43Proinsulin Produced by pancreatic β-cells Precursor to insulin Serves as a marker of later stage β-cell dysfunction & insulin resistanceHas been used in trials (proinsulin/insulin ratio) to describe improved β-cell function resulting from β-cell sensitizing meds (ie, biguanides/Metformin, TZDs/Actose)
44Proinsulinβ-cell dysfunction impaired cleavage of proinsulin to insulin levels of proinsulin increaseHigher circulating levels of circulating proinsulin (compared to insulin) indicate advancing β-cell dysfunction & increased risk or presence of diabetes.With advancing pre-diabetes, levels of both insulin & proinsulin decline.
45Stage 3: Elevated Proinsulin Pattern recognition:LOW AdiponectinHIGH Insulin & Elevated ProinsulinHIGH HOMA-IRHIGH Glucose & HbA1CMay or may not meet ADA definition for Type 2 Diabetes MellitusFasting Glucose > 125 mg/dLHgbA1c > 6.5%Treat with diet, lifestyle, supplementation, and pharmacotherapy.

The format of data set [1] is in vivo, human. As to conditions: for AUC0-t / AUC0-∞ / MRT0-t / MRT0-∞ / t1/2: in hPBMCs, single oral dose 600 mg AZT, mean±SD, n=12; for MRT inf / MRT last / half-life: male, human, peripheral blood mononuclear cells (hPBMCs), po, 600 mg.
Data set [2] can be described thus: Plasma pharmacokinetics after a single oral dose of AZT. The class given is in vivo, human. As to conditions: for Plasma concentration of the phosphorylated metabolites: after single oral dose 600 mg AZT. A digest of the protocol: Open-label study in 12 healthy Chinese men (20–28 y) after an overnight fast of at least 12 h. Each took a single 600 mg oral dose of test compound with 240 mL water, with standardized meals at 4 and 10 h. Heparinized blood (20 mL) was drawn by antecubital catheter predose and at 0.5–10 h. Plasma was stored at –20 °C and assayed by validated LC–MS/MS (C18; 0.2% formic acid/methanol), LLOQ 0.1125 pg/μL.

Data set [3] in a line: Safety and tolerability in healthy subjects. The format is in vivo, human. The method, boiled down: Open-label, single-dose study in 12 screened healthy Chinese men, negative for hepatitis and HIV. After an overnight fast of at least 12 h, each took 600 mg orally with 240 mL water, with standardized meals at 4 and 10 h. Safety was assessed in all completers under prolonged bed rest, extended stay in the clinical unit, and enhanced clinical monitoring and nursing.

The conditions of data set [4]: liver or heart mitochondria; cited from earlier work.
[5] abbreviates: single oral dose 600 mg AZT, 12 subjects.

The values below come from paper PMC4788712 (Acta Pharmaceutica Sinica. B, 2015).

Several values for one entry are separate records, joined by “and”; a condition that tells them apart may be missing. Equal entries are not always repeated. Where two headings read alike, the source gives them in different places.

46Stage 3 – Elevated Pro-Insulin Treat any inflammatory disorders Stage 3 represents the development of diabetes, with insulin resistance and progressive pancreatic beta-cell impairment. Beta-cell dysfunction can result from glucose toxicity, inflammatory cytokines, oxidative stress, and/or lipotoxicity in the presence of excess glucose.1,2Glucose and HbA1C are significantly elevated, and insulin may or may not be elevated, depending on beta-cell capacity to produce adequate insulin. Sequential measurements can help reveal the degree of beta-cell dysfunction; declining insulin along with increasing proinsulin signifies late-stage impairment. The most important therapeutic goal at this stage is to normalize and maintain normal blood glucose levels.3At this stage, a comprehensive approach is essential, including diet and lifestyle measures, supplementation, and targeted pharmaceuticals, based on the degree of beta-cell impairment.Treatment recommendations for Stage 3Lifestyle considerationsDietary considerationsSupplement considerationsMedication considerationsAvoid sugar and refined carbohydrates, fructose, soft drinks, alcohol, and trans fats. Minimize saturated fats.Emphasize a high-fiber, low-saturated fat, Mediterranean-type diet (e.g., legumes and whole grains, fresh fruits and veggies, nuts & other monounsaturates, foods rich in omega-3 fats, such as cold water fish).Nutritional: B vitamins (esp. niacinamide, B6, B12, folate), vitamin D, biotin, Mg, Zn, Cr, V, antioxidants (e.g., NAC, vitamins C, E, α-lipoic acid, Se), flavonoids (e.g., grape seed, bilberry), fish oils, fiber supplement, carnosine;Herbal: Gymnema, green tea, cinnamon, fenugreek, maitake, American or Panax ginseng, rehmannia, scutellariaInsulin sensitizers: Thiazolidinediones (e.g., pioglitazone); Biguanides (e.g., metformin); Dual PPAR agonists (e.g., aleglitazar); Inhibitors of starch digestion: α-Glucosidase inhibitors (e.g., acarbose); Improvement of HbA1C: DPP-4 Inhibitors (e.g., sitagliptin) or Pramlintide; AGE Inhibitor: Aminoguanidine; Insulin secretagogues: Sulfonylureas (e.g., glipizide); Meglitinides; exanatide; Insulin & K channel openersReduce weight;Increase physical activity (esp. aerobic);Reduce stress;Treat any inflammatory disorders